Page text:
Jordan Weissmann over at the Atlantic writes that college textbooks have increased 812 percent since 1978.
Mark Perry at the American Enterprise Institute produced this graph to show how college textbook costs compare to the price of other things:
Why? Well it’s a little difficult to pinpoint any one factor to explain the whole problem. One major explanation for the reason is that, like with healthcare, the people in charge of determining what consumers have to buy (here professors) don’t have any control over the cost.
A chemistry professor might determine that everyone taking his course must buy McGraw-Hill Higher Education’s Introduction of Organic Chemistry. The publisher will then offer the book, complete with interactive computer materials no one uses, for $250. The bookstore won’t offer very many used copies of the book, so most students have to pay that $250. There’s also no real competition. While it’s true that some other Intro to Organic Chemistry book might contain virtually the same information, the student has to use the book assigned in order to complete the class assignments.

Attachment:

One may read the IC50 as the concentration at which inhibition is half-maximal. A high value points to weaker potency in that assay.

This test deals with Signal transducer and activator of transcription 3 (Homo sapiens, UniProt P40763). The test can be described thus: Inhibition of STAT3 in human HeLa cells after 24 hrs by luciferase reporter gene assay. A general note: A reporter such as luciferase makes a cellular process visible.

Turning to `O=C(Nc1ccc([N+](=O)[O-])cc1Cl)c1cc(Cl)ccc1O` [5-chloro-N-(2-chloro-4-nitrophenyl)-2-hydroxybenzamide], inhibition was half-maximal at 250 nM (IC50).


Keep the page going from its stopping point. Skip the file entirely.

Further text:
I’ve written before before about the textbook issue and I’m often skeptical about book prices as a matter for real concern. Since 1978, after all, college tuition has increased 1,120 percent.
But as Weissmann explains, college textbooks really are important to determining the total expense of college. After financial aid, the average student attending a public institution pays only about $2,900 in tuition and fees. Textbooks now set the average student back $655 a year. That’s almost 20 percent of the total education budget. And unlike with tuition, however, there are no special rates available to those with lower incomes.
College tuition increased so much largely because of declining state support for higher education. Textbook costs were never state subsidized, however. Did the books just get 812 percent better?
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